2006 OPEN FORUM Abstracts
A CASE STUDY: APPLICATION OF CPAP TO THE RIGHT MAINSTEM BRONCHUS VIA A FOGARTY CATHETER
Cheryl L DeFalco, AS,
Roberta Hales, BS, RRT-NPS, RN, Mark Helfaer, MD, Todd Kilbaugh, MD; The Children's
Hospital of Philadelphia, Philadelphia, PA.
Introduction: A case report on the application of CPAP to the right mainstem bronchus (RMSB) via a Fogarty occlusive catheter. The patient required single lung ventilation and the use of an occlusive device to isolate the lungs. The patient was in respiratory failure secondary to pneumococcal pneumonia with bronchopulmonary fistula, plus bilateral pneumothoraces requiring multiple chest tubes. The patient was septic and displayed hypoxic insult.
Case Summary: A three-year-old child presented to the outside hospital (OSH) emergency room with a 6-day history of fever, vomiting and increasing respiratory distress. Original presentation included fever of 106°F, vomiting, respiratory distress, lethargy, and SpO2 of 80% on room air. The patient's condition rapidly deteriorated requiring emergent intubation with a 5.0-cuffed endotracheal tube and volume resuscitation. Initial ventilator settings: SIMV, Vt 120 ml, peep 10 cmH2O, peak pressures 26-30 cmH2O and a FIO2 50%. Initial chest CT revealed near complete consolidation of the right lung with cystic changes and a small pleural effusion. The patient's lung disease progressed predominately affecting the right lung with a follow-up chest CT revealing a small pleural effusion, pneumothorax, and uniform consolidation of the right lung. HFOV was initiated in attempt to diminish airleak trauma; however multiple pneumothoraces developed in the right lung requiring multiple pigtail catheters despite weaning the MAP. The persistent right lung air leaks led to the decision to selectively intubate the left mainstem bronchus (LMSB). The LMSB intubation was terminated after 7 days due to the potential of endobronchial injury. A Fogarty vascular catheter was placed in the RMSB as a balloon occlusive device. Repetitive attempts to recruit the right lung were unsuccessful. The patient remained on HFOV. The patient was transferred to The Children's Hospital of Philadelphia (CHOP) for a possible pneumonectomy due to suspected right lung necrosis. On arrival, the patient had a RMSB occlusion device and subsequently placed on HFOV and Nitric Oxide therapy. After 2 days, the occlusive device was attached to CPAP 10cmH2O. Prior to the initiation of CPAP, the right lung was completely consolidated. After application of CPAP, there was improved oxygenation and increased aeration noted to the right upper lobe each day.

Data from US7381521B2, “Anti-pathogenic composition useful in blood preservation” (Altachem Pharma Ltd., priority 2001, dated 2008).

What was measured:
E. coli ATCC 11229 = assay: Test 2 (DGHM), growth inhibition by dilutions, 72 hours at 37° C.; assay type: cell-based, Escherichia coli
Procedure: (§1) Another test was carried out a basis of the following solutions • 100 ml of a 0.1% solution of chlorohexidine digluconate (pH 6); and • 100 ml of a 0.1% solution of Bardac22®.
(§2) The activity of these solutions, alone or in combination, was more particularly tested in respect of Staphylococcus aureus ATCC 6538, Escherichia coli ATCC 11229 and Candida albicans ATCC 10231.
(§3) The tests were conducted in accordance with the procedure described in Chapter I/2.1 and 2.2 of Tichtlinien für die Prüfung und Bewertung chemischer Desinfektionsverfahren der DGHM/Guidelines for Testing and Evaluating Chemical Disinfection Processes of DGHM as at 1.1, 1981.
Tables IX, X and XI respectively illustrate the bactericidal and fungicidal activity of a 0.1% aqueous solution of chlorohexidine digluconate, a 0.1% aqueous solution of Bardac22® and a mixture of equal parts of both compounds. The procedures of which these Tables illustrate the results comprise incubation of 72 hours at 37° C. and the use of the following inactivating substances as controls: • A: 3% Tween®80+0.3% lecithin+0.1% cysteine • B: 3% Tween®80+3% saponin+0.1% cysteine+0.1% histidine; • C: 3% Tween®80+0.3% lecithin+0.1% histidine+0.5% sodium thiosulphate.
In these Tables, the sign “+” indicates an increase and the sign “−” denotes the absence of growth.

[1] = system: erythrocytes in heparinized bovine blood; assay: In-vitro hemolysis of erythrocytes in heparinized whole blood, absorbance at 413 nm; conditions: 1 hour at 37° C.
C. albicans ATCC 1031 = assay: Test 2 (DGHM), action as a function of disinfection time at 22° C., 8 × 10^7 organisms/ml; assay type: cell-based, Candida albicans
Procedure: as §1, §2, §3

|ABG prior to CPAP||7.49||47.7||80.6||36.1||11.7|
|1 hour post CPAP||7.48||50||114.6||36.6||11.7|
|24 hours post CPAP||7.44||51||138.8||34.2||9|
On the 4th day, CPAP was terminated and the balloon was deflated. The patient tolerated ventilation to both lungs and the catheter was removed. The patient was transitioned to conventional ventilation in Pressure Control: PIP 30 cmH2O, Peep 10 cmH2O and a Rate of 30. The patient was extubated one week later to Bilevel ventilation and began short trials to a nasal cannula 7 days later.
Discussion: Delivering of CPAP via the Fogarty catheter was shown to be successful in this case. Using the bronchial occlusive device to deliver CPAP via the RMSB enabled us to achieve the goal of effectively recruiting the lung independently. The Fogarty catheter provided us with a new strategy for managing smaller patients with large air leaks requiring independent lung ventilation. A drawback to using the Fogarty catheter is the small lumen, not allowing suctioning and/or pulmonary toilet to the isolated lung, potentially causing secretions, blood, and/or pus to obstruct the small lumen, thereby preventing successful application of CPAP.